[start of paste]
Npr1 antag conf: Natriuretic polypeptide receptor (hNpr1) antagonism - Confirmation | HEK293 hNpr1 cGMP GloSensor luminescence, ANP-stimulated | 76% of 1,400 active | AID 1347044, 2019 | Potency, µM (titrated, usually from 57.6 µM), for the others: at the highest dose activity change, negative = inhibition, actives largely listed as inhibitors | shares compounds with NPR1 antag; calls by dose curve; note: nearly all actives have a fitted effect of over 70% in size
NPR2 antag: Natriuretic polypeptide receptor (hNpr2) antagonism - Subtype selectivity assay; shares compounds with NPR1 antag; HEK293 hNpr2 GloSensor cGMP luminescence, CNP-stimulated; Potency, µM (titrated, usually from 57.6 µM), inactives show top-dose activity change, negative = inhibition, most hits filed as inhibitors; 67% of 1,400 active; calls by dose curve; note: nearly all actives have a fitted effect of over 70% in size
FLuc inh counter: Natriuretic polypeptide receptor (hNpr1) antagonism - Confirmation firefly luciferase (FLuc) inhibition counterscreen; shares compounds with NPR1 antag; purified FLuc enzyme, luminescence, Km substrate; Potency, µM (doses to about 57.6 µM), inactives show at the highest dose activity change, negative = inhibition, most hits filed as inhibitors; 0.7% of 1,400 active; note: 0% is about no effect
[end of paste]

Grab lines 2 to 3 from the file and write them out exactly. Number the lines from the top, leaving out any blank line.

NPR2 antag: Natriuretic polypeptide receptor (hNpr2) antagonism - Subtype selectivity assay; shares compounds with NPR1 antag; HEK293 hNpr2 GloSensor cGMP luminescence, CNP-stimulated; Potency, µM (titrated, usually from 57.6 µM), inactives show top-dose activity change, negative = inhibition, most hits filed as inhibitors; 67% of 1,400 active; calls by dose curve; note: nearly all actives have a fitted effect of over 70% in size
FLuc inh counter: Natriuretic polypeptide receptor (hNpr1) antagonism - Confirmation firefly luciferase (FLuc) inhibition counterscreen; shares compounds with NPR1 antag; purified FLuc enzyme, luminescence, Km substrate; Potency, µM (doses to about 57.6 µM), inactives show at the highest dose activity change, negative = inhibition, most hits filed as inhibitors; 0.7% of 1,400 active; note: 0% is about no effect